It appears on a careful analysis that we are unable to find where we are actually placed. Do we have any status of our own? Have we really arrived at something independently valuable by itself? Has it a substantiality of its own? What are we? We are not the wind, the rain, the sun, the moon or the stars. We are not the earth, the fire, the air or the sky. We are not the trees or the mountains. We do not seem to be even the breath because if that were the case we would have arranged the process of breathing according to our convenience, when we want or do not want to do it, in any manner we like. We do not seem to be even that. If we were the heart, we would have arranged the working of the heart in such a manner that it will work indefinitely and never cease operating. We are not the heart because we have no say in the matter of its working. We are not the breath. We are not anything that is outside – not the river that is in flood, the ocean that is billowing with great velocity, the sun that is so hot, or the moon. We have nothing to do with them. We are different.
We seem to be different now from even the heart, the breath, and the digestive organs. We have nothing to say even in regard to what is happening within ourselves. What is the great independence, the freedom that we are said to possess and exercise? Yet alone the question of freedom, it becomes difficult to believe what sort of existence we are enjoying in this world – a predicament so precarious and uncertain to the core.
Even the span of our life is not in our hands. We did not come to this world because we wanted to come, deciding to come with an itinerary or a program. How we came and from where we do not know. We did not think and come, and we do not think and go also. The coming into this world was not in our hands, and the going from this world also is certainly not in our hands. How does it follow that our middle little life is totally in our hands? Who tells us that the great panorama of involvement we call life in this world is in our hands? If we did not come with our freedom and we do not go with our say in the matter – if we are totally under the subjection of something when we came and also when we go – how are we supposed to be totally free in the middle?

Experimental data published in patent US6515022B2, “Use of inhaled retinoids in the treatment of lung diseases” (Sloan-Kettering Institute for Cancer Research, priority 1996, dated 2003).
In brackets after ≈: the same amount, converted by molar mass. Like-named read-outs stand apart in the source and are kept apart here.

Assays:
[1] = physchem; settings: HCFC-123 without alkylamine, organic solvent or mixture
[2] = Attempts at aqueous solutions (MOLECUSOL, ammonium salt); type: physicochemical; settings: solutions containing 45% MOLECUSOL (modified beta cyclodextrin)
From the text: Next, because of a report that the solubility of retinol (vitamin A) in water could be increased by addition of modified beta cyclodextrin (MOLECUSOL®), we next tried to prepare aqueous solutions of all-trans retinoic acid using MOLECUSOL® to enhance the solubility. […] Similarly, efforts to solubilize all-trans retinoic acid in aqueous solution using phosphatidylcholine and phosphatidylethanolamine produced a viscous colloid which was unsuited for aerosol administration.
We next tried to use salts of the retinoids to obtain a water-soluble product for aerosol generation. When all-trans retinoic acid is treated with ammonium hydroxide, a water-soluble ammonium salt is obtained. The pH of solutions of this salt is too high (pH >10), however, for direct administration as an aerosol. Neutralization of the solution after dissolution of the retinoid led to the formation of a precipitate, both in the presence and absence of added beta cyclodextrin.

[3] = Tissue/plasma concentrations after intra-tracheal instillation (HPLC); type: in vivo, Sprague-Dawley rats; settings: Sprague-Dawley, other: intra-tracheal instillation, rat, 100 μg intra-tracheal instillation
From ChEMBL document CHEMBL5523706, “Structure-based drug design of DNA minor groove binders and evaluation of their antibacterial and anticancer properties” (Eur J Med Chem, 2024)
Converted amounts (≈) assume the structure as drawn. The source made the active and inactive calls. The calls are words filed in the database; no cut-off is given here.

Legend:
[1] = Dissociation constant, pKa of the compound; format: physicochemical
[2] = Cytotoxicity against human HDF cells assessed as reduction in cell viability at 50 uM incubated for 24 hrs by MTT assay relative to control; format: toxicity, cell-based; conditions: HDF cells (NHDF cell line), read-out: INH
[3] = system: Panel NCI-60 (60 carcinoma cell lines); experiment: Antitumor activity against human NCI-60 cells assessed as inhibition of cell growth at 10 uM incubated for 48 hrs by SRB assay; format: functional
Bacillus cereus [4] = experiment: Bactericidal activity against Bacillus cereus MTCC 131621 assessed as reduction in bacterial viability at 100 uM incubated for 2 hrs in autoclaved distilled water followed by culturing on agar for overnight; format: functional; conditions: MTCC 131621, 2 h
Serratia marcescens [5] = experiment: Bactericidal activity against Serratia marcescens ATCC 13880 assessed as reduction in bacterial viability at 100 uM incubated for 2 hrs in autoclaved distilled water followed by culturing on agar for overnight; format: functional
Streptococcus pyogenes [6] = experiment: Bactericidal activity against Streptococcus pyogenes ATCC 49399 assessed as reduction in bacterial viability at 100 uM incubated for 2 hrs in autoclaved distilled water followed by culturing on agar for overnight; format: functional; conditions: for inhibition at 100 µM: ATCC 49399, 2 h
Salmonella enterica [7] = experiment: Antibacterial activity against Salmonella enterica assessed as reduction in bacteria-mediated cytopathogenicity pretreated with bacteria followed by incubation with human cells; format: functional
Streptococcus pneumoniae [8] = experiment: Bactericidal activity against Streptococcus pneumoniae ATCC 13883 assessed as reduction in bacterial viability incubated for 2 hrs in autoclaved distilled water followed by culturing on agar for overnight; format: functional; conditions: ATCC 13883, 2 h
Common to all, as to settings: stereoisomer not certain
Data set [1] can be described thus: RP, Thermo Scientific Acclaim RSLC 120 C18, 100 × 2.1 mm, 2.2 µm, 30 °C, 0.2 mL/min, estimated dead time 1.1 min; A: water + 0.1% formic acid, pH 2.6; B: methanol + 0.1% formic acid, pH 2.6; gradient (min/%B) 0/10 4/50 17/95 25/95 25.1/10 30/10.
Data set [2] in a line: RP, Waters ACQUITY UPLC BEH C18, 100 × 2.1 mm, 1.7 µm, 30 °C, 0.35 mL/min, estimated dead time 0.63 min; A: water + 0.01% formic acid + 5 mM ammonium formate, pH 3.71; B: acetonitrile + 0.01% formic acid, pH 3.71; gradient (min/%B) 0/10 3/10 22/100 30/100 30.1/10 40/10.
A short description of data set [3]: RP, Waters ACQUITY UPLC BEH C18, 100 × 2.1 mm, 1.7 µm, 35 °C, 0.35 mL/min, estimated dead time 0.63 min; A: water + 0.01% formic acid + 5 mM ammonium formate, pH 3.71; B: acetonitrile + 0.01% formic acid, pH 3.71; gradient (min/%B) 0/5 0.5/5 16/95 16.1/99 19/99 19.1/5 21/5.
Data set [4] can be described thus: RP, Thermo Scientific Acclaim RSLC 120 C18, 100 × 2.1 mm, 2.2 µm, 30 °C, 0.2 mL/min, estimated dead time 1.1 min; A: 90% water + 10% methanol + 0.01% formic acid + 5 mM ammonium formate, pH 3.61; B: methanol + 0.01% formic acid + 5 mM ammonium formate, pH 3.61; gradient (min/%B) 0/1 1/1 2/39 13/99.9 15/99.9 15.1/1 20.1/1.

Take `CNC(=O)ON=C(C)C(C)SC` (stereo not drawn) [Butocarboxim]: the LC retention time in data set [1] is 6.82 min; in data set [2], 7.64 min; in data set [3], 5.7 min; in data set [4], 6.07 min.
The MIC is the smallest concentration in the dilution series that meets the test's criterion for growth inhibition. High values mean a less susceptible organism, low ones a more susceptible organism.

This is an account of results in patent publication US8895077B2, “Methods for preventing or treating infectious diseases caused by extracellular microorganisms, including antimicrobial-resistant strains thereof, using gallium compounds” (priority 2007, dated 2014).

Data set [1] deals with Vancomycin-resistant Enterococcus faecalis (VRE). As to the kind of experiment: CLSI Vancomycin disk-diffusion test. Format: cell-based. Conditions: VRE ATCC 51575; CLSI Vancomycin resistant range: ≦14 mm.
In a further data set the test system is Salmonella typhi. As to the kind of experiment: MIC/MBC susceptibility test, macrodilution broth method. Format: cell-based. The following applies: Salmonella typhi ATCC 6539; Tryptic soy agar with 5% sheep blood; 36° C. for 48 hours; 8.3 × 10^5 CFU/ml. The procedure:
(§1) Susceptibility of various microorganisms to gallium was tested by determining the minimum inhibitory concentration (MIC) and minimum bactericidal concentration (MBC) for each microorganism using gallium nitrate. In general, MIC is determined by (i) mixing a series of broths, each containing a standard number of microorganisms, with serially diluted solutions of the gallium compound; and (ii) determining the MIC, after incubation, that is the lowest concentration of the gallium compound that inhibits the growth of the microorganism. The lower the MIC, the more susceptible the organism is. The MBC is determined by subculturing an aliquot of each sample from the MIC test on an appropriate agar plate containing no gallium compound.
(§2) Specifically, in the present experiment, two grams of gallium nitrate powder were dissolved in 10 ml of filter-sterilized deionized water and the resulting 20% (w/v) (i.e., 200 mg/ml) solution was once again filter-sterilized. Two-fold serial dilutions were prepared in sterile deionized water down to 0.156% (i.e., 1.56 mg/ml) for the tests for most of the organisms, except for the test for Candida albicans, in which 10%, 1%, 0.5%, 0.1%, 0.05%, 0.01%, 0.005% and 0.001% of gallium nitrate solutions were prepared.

There seems to be an illusion placed before us. If neither, in the beginning, we were ourselves nor in the end are we going to be ourselves, we may not be that even in the middle. There may be a foolhardy panorama, a presentation, a picturesque illusion. Otherwise, there must be some substantiality in us, at least something over which we have some control. Let us think if there is anything in this world over which we can have total control: if it shall do and happen exactly as we say. Is there anything like that? It is difficult to find out any such thing. Even our own selves do not seem to be under our own control, as we have noted. Not even one atom will obey us wholly. It has its own say, and we cannot transform it into something else by the power of our discretion.
Tragedies that occur in human life often emphasize this fact. It is so. There is not a lot of sense or meaning in existence. It is all utter darkness and a black picture. Bereavements that shock the very heart of man, which are common occurrences in families and with which everyone is familiar, are certain avenues through which we can peep into the realities of life. These doors are always closed, so that we may not know what is inside Pandora ’s Box. But it can sometimes be opened, and it does get opened at the time of unthinkable losses, tragedies, bereavements, and agonies. At that time, life looks like death only. It appears that life is nothing but a mask that death is putting on in its dance in the form of this creation.
Tandava Nritya or the Rudra Tandava, the dance of destruction, is this world of creation which seems to be putting on the mask of life and existence, while it is a tendency to annihilation. In the language of modern science, it is called entropy, the exhaustion of power, where everything becomes cold, and death is the last word.